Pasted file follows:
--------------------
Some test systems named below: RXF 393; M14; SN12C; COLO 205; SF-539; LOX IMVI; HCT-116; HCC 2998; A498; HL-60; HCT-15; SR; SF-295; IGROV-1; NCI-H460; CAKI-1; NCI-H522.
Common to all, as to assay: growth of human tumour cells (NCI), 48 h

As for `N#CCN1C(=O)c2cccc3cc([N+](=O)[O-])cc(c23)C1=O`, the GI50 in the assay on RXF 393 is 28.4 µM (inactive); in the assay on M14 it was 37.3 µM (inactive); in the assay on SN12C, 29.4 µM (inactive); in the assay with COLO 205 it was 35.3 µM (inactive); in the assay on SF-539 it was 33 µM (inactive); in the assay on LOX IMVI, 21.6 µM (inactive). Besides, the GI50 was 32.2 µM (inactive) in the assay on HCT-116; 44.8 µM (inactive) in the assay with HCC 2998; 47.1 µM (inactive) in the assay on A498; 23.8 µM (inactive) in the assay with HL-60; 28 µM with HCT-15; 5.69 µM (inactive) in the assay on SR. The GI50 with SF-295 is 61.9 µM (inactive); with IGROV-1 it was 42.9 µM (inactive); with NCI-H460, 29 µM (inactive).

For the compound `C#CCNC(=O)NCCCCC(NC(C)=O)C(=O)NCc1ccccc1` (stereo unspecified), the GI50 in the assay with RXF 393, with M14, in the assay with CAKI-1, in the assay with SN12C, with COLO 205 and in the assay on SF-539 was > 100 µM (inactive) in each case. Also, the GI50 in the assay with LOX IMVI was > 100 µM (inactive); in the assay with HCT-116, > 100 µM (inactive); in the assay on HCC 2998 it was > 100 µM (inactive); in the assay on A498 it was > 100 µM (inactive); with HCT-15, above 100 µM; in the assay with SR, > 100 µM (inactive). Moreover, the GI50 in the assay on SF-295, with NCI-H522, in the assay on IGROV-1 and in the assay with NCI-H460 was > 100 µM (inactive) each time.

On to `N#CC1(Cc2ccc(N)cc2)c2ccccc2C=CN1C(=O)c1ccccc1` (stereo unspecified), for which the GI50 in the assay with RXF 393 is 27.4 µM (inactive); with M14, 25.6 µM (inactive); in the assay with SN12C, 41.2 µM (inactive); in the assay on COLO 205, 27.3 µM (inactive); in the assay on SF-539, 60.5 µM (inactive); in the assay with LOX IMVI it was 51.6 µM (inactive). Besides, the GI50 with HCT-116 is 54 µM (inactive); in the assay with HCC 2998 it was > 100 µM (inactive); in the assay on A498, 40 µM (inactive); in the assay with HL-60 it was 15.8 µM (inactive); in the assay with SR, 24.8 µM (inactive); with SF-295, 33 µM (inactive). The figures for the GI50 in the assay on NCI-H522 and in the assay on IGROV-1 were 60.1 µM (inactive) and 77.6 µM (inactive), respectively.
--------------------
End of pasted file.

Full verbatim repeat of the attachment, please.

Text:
Some test systems named below: RXF 393; M14; SN12C; COLO 205; SF-539; LOX IMVI; HCT-116; HCC 2998; A498; HL-60; HCT-15; SR; SF-295; IGROV-1; NCI-H460; CAKI-1; NCI-H522.
Common to all, as to assay: growth of human tumour cells (NCI), 48 h

As for `N#CCN1C(=O)c2cccc3cc([N+](=O)[O-])cc(c23)C1=O`, the GI50 in the assay on RXF 393 is 28.4 µM (inactive); in the assay on M14 it was 37.3 µM (inactive); in the assay on SN12C, 29.4 µM (inactive); in the assay with COLO 205 it was 35.3 µM (inactive); in the assay on SF-539 it was 33 µM (inactive); in the assay on LOX IMVI, 21.6 µM (inactive). Besides, the GI50 was 32.2 µM (inactive) in the assay on HCT-116; 44.8 µM (inactive) in the assay with HCC 2998; 47.1 µM (inactive) in the assay on A498; 23.8 µM (inactive) in the assay with HL-60; 28 µM with HCT-15; 5.69 µM (inactive) in the assay on SR. The GI50 with SF-295 is 61.9 µM (inactive); with IGROV-1 it was 42.9 µM (inactive); with NCI-H460, 29 µM (inactive).

For the compound `C#CCNC(=O)NCCCCC(NC(C)=O)C(=O)NCc1ccccc1` (stereo unspecified), the GI50 in the assay with RXF 393, with M14, in the assay with CAKI-1, in the assay with SN12C, with COLO 205 and in the assay on SF-539 was > 100 µM (inactive) in each case. Also, the GI50 in the assay with LOX IMVI was > 100 µM (inactive); in the assay with HCT-116, > 100 µM (inactive); in the assay on HCC 2998 it was > 100 µM (inactive); in the assay on A498 it was > 100 µM (inactive); with HCT-15, above 100 µM; in the assay with SR, > 100 µM (inactive). Moreover, the GI50 in the assay on SF-295, with NCI-H522, in the assay on IGROV-1 and in the assay with NCI-H460 was > 100 µM (inactive) each time.

On to `N#CC1(Cc2ccc(N)cc2)c2ccccc2C=CN1C(=O)c1ccccc1` (stereo unspecified), for which the GI50 in the assay with RXF 393 is 27.4 µM (inactive); with M14, 25.6 µM (inactive); in the assay with SN12C, 41.2 µM (inactive); in the assay on COLO 205, 27.3 µM (inactive); in the assay on SF-539, 60.5 µM (inactive); in the assay with LOX IMVI it was 51.6 µM (inactive). Besides, the GI50 with HCT-116 is 54 µM (inactive); in the assay with HCC 2998 it was > 100 µM (inactive); in the assay on A498, 40 µM (inactive); in the assay with HL-60 it was 15.8 µM (inactive); in the assay with SR, 24.8 µM (inactive); with SF-295, 33 µM (inactive). The figures for the GI50 in the assay on NCI-H522 and in the assay on IGROV-1 were 60.1 µM (inactive) and 77.6 µM (inactive), respectively.